More free P&P requirements on ebay....

  dagnammit 23:08 28 Jul 2009
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Easy enough to understand..... Sellers will ALL increase the listing price of their items to cover postage and sustain a profit. As the item price is higher that means ebay's percentage is bigger. Just their way of taking a slice of P&P charge.

  rdave13 23:20 28 Jul 2009

That's business for you. If it's too expensive with free p&p then, as a customer, don't buy.
Simple.

  Forum Editor 23:24 28 Jul 2009

Actually it's their way of trying to attract more buyers to categories which are currently experiencing decreasing sales volumes. research has shown them that more people are likely to buy in those categories if the first domestic option is free P&P.

Like many other businesses Ebay has seen sales volumes fall, and the company is reacting by thinking of ways to attract more sales.

  spuds 00:13 29 Jul 2009

At present DVD sales are in the main P&P free (as per eBay ruling), but some sellers are trying to obtain their costs by other means, like adding a postal charge as part of the listing, possibly under description, or buyer must wait for invoice etc.

I purchase quite a number of dvd's per week, and on a number of occasions I have been offered 'faster delivery' for a surcharge (after the winning bid). Some sellers have had a low winning bid on their free P&P items, then have contacted the winner, stating that the item as now found to be faulty or lost (after the auction)!.

Some people have tried to receive payment via other means, other than via eBay and PayPal, so as to reduce their costs.

I think another thing that made eBay change the rules, was the high postage charges some people wanted for an item, so as to perhaps cover any loses. In the case of some sales, the seller's would not combine postal charges, but on receipt, all the items were sent in the same package. I have had cd's and dvd's removed from their cases, and sent in a plain envelope with a standard stamp, which in some cases have incurred a Royal Mail surcharge fees.

Thankfully, there are a lot of honest people out there, who honour a deal, and at the same time make a loss on the sale. But that is one of the things eBay is all about, you win some, you lose some. And sellers and buyers should know this!.

  dagnammit 09:23 29 Jul 2009

I had a mobile phone listed at £170 and £10 postages (special del only) and no one bid over several days... I then changed the listing to £180 with free postage and it was bought within a few hours. As my postage charge was incorporated into the final price ebay then got 10% of it.

ebay need to remember that they need to keep the sellers happy... it's them who pay ebay not the buyer. All it would have took from ebay is an email advocating offering free postage or a reminder during the listing process.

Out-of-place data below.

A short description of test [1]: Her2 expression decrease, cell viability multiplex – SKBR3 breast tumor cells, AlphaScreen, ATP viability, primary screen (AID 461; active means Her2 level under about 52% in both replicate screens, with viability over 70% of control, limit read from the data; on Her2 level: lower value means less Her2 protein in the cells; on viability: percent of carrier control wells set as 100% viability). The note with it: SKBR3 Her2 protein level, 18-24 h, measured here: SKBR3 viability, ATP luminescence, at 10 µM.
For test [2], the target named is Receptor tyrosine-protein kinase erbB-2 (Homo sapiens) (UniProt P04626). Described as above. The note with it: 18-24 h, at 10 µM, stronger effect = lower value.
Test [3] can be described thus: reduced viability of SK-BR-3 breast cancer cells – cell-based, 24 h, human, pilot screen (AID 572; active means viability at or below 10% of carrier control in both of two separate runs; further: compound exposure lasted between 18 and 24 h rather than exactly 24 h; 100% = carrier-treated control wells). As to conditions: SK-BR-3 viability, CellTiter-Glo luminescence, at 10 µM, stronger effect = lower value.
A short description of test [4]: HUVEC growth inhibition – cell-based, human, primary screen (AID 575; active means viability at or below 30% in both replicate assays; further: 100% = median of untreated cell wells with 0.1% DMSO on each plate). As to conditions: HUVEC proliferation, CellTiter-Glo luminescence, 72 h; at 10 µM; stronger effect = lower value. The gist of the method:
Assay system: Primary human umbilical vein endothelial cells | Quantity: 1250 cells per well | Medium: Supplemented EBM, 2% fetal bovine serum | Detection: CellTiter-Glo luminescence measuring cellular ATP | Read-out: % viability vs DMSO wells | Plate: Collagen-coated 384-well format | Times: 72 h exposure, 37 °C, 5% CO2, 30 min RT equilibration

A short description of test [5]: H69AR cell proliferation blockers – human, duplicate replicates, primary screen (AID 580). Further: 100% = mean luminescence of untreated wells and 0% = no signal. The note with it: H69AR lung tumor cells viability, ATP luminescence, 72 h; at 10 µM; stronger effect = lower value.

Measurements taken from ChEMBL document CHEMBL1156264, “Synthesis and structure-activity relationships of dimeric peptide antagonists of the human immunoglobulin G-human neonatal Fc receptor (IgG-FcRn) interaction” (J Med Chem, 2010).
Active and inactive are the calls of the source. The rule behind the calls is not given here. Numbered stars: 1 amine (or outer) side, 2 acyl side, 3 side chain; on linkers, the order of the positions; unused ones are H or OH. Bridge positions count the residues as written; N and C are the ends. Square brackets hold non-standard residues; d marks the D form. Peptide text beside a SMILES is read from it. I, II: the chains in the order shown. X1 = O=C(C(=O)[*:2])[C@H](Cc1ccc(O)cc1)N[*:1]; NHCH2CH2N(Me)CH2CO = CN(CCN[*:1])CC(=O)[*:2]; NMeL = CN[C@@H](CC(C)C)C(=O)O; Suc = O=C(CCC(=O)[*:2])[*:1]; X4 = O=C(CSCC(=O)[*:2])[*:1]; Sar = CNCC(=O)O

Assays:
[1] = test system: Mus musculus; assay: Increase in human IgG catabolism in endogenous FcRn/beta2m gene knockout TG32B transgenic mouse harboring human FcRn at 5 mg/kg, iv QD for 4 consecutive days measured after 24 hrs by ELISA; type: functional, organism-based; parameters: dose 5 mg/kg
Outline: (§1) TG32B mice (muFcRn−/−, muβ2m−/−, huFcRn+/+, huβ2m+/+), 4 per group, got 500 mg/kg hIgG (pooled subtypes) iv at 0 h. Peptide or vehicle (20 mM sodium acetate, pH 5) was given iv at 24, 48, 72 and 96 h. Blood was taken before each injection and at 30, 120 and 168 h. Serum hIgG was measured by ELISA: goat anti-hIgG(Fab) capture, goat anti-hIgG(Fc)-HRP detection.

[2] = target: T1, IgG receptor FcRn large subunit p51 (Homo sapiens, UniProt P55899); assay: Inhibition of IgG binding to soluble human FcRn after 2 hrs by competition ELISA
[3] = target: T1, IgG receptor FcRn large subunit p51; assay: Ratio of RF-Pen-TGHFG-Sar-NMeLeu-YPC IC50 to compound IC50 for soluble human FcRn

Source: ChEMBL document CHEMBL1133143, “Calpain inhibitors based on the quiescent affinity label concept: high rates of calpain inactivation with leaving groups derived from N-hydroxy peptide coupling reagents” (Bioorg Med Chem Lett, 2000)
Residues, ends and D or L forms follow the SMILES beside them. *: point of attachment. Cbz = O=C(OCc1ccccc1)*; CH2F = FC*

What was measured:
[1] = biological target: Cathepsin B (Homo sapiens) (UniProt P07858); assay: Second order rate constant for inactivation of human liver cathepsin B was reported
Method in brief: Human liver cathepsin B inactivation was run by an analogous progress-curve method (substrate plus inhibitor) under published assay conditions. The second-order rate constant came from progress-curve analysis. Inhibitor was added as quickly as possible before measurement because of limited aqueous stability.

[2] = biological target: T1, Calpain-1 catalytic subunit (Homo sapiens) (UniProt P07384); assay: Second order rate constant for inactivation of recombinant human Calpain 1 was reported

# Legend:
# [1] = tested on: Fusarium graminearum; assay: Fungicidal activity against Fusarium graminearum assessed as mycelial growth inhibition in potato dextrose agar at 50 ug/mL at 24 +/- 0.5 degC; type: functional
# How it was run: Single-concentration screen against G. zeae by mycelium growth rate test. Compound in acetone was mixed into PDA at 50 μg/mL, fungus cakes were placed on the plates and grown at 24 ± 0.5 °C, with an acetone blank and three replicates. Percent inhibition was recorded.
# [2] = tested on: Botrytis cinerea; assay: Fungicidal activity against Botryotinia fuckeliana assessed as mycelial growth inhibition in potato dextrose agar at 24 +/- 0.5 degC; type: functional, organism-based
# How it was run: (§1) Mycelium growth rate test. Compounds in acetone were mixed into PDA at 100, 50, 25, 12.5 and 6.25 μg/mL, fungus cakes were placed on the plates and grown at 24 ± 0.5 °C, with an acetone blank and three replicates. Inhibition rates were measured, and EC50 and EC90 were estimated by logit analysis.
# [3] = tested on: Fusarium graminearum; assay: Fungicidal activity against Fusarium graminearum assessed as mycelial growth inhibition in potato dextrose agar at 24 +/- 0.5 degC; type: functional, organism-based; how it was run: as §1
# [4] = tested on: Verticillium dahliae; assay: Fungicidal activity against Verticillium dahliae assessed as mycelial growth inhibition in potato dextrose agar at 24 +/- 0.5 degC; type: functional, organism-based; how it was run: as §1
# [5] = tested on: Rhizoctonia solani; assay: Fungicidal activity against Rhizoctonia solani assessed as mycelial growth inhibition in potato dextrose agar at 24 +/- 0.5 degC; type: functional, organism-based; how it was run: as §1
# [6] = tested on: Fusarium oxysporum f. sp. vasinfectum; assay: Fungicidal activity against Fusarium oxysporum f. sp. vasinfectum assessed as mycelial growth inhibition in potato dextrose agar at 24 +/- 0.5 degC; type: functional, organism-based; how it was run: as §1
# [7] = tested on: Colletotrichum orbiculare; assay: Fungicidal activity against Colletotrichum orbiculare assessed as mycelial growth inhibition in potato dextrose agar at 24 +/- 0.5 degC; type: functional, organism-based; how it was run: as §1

Incidentally I was wanting to sell a games console but factoring in postage and ebay fees it was more profitable to trade it in to a shop on the High Street than sell it online.

  Jafe 10:49 29 Jul 2009

Places like play.com offer free p&p, making ebayers who would charge p&p look silly trying to sell a second hand DVD for only alittle less than the retail and then charging p&p.

  spuds 11:34 29 Jul 2009

How do you work out, that "the seller pay eBay and not the buyers". Without buyers, there would be no eBay ;o)

Perhaps on a sweeter note, I purchased a 'as new' rucksack last year from a person living approx 20 miles from me. Postage for the item was £6.50 (as required by Royal Mail). Because I was willing to collect the item (nice ride out) and pay cash on inspection, the person threw in 6 fishing dvd's, which they were unable to sell on eBay. Basically the person just wanted to get rid of a load of stuff that had not been used for ages. As the person had young children, I gave them a reasonable donation. So in the end everyone was happy and perhaps surprised as to events!.

  dagnammit 12:02 29 Jul 2009

Without the sellers there's nothing to buy.

  Jafe 13:08 29 Jul 2009

i agree with dagnammit, the seller pays the ebay fees not the buyer.

if i sell something for a £1 and it cost me £2 to list it, i dont think the buyer would pay me the extra pound.

  GaT7 15:08 29 Jul 2009

If you do the math, the difference is actually minuscule.

On average, I sell one item every 1-2 months, most often than not providing free delivery irrespective of the item's value or postage cost.

On the other hand, if you're a hardcore seller this may seem to be leaning towards eBay making more profits. However, as has already been mentioned, one is likely to attract more sales, thus making it a bit of a non-issue in reality. G

  Boghound 09:47 30 Jul 2009

It never ceases to amuse me, that when there is a posting about Ebay, it's always the sellers that are the "bad boys". Just have a look at the new "important changes" that Ebay are introducing in the Autumn. It creates a lot of work and agro for the regular sellers.

As for the remark by the "Forum Editor" about Ebay's profits being down. Have a look at the last accounts they submitted....My heart bleeds for them!!

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